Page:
Sunday, February 7, 2010

Account of an Israeli medic in Haiti

I suspect a lot could be learned about how to respond quickly to future disasters by studying the Israeli team's experience.  Following the earthquake in Haiti, Israel was able to mobilize reserves and have necessary medical equipment and supplies on board an plane within 24 hours. For such a small country, Israel's response was both massive and timely.  Israel21 interviewed Dr. Ian Miskin, one of Israel's foremost infectious disease specialists, just back from Haiti:  
According to Miskin, on a professional level, the team learned much from the experience. "We made plans in advance - some worked out, some didn't. To set up a field hospital was the correct decision. It was the only one in Haiti for five days. We also had a pretty sophisticated patient identification system - each patient was photographed on arrival and had an electronic record of his treatment that went with him."

Miskin has nothing but praise for his colleagues. "They wouldn't set a time when they would finish their shifts - they just worked until they collapsed. We had 40 doctors, 20 nurses and 20 medics and paramedics with us. People were doing things that weren't their job - when the eye doctor finished treating his patients he manned the gate. Everyone helped each other. People were looking out for each other all the time, seeing who needs help."
The operation monitored the team's mental health status, explained Miskin: 
 He notes the importance that was attached to maintaining the team's health - both physical and psychological, so that its members would have the strength to give their all. "We had a psychiatrist and psychologist with us - we all needed that help. There was a huge amount of stress - and remember, many of the group were 20-year-olds. We just worked until we dropped. I've never seen anything like it. There was a huge amount of pressure on every member of staff."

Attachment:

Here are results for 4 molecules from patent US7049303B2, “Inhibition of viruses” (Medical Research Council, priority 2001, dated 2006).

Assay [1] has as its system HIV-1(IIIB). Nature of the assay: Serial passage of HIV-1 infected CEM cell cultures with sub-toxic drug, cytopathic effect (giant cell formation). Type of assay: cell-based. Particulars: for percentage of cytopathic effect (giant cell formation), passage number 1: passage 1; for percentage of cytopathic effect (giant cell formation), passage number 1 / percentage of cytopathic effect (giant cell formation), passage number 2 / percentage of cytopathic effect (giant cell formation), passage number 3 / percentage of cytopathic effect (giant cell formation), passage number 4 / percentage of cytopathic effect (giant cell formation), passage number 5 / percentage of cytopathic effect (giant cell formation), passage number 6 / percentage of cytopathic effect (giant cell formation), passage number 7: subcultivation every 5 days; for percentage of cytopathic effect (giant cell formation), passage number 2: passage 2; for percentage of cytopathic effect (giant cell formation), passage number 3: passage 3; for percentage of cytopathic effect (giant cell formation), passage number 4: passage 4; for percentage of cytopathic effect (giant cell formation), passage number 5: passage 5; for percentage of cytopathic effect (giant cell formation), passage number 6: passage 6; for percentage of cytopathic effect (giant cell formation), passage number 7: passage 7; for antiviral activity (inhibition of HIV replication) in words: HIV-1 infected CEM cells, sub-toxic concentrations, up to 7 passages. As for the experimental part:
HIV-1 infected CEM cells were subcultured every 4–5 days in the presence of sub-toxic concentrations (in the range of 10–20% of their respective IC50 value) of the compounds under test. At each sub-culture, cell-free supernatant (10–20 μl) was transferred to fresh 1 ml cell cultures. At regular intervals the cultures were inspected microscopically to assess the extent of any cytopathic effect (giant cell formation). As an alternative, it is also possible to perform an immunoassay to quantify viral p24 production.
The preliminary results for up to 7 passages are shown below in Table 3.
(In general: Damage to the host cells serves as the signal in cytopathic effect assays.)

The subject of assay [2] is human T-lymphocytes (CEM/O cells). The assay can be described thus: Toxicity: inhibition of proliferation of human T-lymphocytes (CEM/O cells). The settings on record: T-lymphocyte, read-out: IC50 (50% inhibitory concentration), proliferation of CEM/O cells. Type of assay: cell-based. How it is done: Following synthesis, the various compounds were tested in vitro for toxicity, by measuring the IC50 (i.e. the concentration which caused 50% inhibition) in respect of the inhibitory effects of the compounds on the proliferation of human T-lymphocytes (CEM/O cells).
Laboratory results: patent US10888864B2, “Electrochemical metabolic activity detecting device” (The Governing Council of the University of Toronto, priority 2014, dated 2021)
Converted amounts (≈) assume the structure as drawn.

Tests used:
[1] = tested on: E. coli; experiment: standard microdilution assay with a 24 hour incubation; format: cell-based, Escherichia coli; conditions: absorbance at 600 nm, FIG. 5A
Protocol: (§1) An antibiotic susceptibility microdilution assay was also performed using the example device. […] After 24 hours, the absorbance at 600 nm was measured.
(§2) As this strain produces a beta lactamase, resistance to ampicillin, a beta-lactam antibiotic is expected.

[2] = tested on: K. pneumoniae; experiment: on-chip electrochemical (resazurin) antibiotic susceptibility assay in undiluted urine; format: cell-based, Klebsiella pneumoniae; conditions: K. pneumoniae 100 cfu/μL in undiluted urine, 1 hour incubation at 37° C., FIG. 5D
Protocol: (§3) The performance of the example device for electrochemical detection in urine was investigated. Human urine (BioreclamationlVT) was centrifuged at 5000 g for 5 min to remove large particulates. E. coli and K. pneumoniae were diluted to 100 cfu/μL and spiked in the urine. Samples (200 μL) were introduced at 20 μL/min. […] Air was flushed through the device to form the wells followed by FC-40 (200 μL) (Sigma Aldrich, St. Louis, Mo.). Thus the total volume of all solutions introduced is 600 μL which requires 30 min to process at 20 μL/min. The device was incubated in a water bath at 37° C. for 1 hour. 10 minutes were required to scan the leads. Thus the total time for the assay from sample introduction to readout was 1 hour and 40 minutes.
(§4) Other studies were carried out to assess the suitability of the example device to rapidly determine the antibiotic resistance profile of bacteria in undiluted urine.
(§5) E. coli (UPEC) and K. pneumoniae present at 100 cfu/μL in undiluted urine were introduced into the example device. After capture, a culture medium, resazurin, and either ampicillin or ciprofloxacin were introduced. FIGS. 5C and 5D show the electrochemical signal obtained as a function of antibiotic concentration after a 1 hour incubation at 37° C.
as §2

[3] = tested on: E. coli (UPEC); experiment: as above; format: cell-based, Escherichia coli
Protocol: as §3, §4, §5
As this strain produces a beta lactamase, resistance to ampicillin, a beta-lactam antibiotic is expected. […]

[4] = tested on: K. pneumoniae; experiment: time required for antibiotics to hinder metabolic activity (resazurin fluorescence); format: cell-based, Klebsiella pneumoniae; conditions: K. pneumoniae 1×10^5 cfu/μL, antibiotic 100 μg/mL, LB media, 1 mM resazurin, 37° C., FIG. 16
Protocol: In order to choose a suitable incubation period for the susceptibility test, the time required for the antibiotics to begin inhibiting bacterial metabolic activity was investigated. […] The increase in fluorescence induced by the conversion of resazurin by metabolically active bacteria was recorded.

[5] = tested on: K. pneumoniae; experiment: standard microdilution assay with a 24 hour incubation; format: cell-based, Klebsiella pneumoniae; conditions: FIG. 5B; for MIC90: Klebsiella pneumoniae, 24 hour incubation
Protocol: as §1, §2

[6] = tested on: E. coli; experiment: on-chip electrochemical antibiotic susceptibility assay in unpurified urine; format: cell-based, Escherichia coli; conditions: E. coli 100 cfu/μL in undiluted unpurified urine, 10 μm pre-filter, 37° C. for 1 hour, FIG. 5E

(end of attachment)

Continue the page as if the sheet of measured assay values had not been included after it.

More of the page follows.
Miskin added that they set up a three person medical ethics committee to make the difficult decisions about who should get priority treatment.

More accounts of Haiti earthquake rescue effort collected here.


  1. A lot more Cuban medics were there and stayed. Which has led to some debate as to the motivations, not of the IDF medical team but of the government who sent them.

  2. Interesting that you mention the Cubans. I had not read or seen any mention in any US media source about Cuba's assistance to Haiti. What an appalling omission, considering the scale and speed of with which Cubans mobilized.

    With respect to disaster relief, I think effectiveness of action matters above all else, questions about motivation far less relevant (as even one individual's true motives can be hard to pin down); and so with earthquakes speed of response matters above all else. By this criteria, only the Cubans and Médecins Sans Frontières compare, and these groups were already operating nearby. Also, it's true the Israelis went home, but only after many more field hospitals -- with fresh staff and supplies -- had been set up.


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